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By Jvt

Warwickshire, United Kingdom Gb

Same seeds, totally different chillies.

Hi all, I'm sure there is a simple explanation if you happen to know far more about plant life than I so here goes:

Last season I dried out 1 red chilli which came from a plant I'd bought from a garden centre. I successfully grew plants from virtually all the seeds this season and the plants themselves look identical however the chillies seem to have divided into two types
A number of plants have very large but mild chillies but a couple of the plants have smaller and extremely hot chillies. I have no idea of the variety of the hotter one but I have attached a photo

Any help would be wonderful, thank you





It must have been a hybrid chili. When they self pollinate the genes re-assort to show different characteristics. The chilis shown may be unique to your garden.

17 Oct, 2013


The photo looks like birds eye chillies. But welcome to the world of nature. The problem with just about all seeds taken from a plant is that they will differ from the mother plant. Unlike a cutting that will contain the same DNA and be an exact copy of the donor plant, seeds will produce different attributes. In the case of hybrids, some will revert back to the original plant before it was hybridized or crossed with another plant and some will sort of mutate and create a different type.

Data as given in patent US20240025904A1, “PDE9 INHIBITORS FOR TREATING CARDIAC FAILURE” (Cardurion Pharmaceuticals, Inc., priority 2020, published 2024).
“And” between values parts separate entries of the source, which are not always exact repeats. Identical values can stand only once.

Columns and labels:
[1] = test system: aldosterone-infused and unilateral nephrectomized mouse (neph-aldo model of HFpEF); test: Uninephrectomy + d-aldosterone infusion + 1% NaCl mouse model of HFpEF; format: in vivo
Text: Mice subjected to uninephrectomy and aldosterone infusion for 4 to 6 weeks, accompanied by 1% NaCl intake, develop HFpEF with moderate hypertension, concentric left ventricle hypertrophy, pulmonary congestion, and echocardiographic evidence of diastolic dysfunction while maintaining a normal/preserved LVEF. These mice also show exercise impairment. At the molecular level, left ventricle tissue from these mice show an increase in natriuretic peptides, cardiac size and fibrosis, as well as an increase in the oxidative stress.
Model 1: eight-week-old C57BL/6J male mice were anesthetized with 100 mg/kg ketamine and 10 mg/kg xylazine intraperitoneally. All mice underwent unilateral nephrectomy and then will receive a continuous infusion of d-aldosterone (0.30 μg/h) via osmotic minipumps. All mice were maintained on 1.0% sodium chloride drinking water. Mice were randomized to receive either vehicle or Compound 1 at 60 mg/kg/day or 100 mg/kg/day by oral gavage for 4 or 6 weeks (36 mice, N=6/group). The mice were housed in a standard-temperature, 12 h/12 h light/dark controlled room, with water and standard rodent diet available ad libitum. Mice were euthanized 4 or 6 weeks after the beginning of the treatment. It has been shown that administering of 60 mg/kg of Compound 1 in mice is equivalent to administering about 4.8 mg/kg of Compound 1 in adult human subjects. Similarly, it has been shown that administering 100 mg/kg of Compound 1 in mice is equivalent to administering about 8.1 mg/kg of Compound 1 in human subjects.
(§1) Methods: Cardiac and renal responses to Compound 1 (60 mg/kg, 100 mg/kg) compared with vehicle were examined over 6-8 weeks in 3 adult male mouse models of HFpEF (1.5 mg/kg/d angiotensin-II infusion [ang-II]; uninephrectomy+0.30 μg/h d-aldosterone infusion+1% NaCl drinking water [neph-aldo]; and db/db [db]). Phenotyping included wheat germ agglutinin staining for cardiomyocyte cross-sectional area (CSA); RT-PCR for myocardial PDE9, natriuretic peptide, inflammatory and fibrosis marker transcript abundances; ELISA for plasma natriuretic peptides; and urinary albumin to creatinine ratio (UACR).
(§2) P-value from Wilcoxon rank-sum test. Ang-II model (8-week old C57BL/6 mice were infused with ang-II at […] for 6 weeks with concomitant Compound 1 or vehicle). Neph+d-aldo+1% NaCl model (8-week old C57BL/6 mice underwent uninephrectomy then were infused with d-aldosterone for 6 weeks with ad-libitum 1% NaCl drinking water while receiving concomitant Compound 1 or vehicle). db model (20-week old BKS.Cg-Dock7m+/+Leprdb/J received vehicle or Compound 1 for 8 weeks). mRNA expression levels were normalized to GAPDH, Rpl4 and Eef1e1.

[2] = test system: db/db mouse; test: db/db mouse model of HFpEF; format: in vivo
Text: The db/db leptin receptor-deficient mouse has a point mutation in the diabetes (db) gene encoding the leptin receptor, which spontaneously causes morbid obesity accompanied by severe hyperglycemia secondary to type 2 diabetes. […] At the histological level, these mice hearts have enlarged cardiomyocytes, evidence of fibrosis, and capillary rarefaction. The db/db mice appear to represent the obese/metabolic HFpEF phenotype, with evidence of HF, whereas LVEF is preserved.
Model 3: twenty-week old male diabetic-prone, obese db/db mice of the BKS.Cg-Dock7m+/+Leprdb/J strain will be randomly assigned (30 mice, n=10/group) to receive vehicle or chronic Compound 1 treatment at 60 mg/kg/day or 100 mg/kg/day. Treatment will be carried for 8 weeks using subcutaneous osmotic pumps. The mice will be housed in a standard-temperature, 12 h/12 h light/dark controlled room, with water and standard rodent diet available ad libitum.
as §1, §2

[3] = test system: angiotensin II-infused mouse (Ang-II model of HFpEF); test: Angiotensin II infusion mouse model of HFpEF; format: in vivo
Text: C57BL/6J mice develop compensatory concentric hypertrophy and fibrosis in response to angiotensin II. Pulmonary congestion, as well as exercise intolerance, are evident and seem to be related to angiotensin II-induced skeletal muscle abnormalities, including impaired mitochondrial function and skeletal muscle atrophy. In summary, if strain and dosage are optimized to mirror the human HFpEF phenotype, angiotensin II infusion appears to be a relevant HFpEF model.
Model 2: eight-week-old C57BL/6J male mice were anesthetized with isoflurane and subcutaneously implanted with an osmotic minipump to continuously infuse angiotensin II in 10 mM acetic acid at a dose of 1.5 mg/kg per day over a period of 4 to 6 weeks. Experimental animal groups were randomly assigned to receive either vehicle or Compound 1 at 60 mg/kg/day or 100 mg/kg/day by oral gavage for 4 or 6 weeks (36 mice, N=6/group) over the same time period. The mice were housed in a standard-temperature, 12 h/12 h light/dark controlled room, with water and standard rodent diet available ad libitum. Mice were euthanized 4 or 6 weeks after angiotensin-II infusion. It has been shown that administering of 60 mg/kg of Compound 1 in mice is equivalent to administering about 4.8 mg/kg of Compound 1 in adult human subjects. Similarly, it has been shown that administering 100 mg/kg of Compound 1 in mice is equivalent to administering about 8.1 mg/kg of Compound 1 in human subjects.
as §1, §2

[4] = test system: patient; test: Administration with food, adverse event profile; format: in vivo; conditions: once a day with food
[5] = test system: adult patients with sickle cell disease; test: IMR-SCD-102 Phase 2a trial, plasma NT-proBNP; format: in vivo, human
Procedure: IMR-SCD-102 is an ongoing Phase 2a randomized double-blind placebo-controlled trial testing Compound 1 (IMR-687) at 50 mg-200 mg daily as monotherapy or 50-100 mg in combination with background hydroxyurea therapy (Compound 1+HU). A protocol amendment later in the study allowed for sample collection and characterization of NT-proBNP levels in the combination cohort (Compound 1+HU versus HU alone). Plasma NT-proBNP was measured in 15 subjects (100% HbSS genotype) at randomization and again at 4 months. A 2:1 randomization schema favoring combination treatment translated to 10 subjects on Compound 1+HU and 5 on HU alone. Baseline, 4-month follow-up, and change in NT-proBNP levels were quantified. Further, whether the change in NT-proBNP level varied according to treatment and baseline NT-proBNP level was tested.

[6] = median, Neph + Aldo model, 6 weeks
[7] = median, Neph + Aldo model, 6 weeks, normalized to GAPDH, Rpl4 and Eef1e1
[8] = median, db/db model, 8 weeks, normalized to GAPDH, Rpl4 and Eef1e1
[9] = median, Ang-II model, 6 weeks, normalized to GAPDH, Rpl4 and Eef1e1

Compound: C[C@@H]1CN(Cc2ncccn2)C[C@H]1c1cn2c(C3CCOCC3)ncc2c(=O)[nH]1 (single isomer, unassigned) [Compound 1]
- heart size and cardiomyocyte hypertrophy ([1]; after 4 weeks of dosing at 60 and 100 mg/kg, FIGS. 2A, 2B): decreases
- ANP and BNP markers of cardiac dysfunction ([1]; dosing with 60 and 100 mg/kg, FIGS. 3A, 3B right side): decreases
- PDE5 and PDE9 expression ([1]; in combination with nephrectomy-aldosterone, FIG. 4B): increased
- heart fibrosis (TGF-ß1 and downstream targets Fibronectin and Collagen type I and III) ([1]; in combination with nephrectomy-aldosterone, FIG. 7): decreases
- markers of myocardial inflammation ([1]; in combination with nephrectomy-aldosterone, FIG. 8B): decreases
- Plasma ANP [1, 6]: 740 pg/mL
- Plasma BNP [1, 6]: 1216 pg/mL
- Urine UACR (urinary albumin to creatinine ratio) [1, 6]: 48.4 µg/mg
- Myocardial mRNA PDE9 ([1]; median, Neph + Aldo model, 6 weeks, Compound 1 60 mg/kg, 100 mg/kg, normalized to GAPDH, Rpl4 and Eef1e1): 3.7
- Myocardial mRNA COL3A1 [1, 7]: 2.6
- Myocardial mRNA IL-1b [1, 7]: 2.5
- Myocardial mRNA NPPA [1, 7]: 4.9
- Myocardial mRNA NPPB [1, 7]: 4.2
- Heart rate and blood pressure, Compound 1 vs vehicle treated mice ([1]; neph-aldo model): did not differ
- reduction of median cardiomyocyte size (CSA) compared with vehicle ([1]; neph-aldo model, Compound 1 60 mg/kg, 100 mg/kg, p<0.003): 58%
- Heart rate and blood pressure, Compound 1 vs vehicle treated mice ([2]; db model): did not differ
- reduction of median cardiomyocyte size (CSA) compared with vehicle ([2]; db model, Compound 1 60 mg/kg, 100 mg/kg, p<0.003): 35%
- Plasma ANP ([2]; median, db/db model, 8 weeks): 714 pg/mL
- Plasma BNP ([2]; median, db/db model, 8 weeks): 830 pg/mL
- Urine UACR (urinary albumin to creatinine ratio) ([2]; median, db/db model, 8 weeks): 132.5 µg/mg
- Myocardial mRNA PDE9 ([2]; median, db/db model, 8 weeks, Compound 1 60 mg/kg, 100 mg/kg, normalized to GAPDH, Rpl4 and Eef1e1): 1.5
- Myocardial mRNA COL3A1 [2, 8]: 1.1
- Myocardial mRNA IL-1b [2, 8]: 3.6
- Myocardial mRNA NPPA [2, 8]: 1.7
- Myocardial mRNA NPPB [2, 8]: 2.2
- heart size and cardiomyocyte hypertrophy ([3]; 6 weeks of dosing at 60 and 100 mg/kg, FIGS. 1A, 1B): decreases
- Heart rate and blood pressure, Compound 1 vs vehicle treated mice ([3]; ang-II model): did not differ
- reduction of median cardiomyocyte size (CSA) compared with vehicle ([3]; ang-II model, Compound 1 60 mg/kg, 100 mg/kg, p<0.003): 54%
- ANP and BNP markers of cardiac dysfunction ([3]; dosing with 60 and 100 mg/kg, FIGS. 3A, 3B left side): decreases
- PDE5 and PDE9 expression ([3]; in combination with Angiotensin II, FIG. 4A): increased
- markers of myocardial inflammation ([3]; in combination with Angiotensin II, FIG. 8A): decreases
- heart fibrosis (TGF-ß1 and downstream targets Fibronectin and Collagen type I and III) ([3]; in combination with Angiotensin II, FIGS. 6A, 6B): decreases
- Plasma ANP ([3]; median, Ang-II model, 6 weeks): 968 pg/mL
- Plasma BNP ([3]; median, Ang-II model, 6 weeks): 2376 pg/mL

The best way to explain it is that growing plants from seed is similar in human terms when a baby is born. It would most likely have brown eyes if both parents have brown eyes but could also be born with blue eyes. Likewise, it could go into adulthood to be tall, short, blonde, etc.

So the bottom line is, don't be dismayed at what you have grown from your seeds. it's part of the fun and excitement of seeing what you eventually end up with. You never know, you could even end up with a new type of chilli. A long time ago someone just planted an apple pip for fun. This developed into a new species of apple and the Granny Smith was born.

17 Oct, 2013

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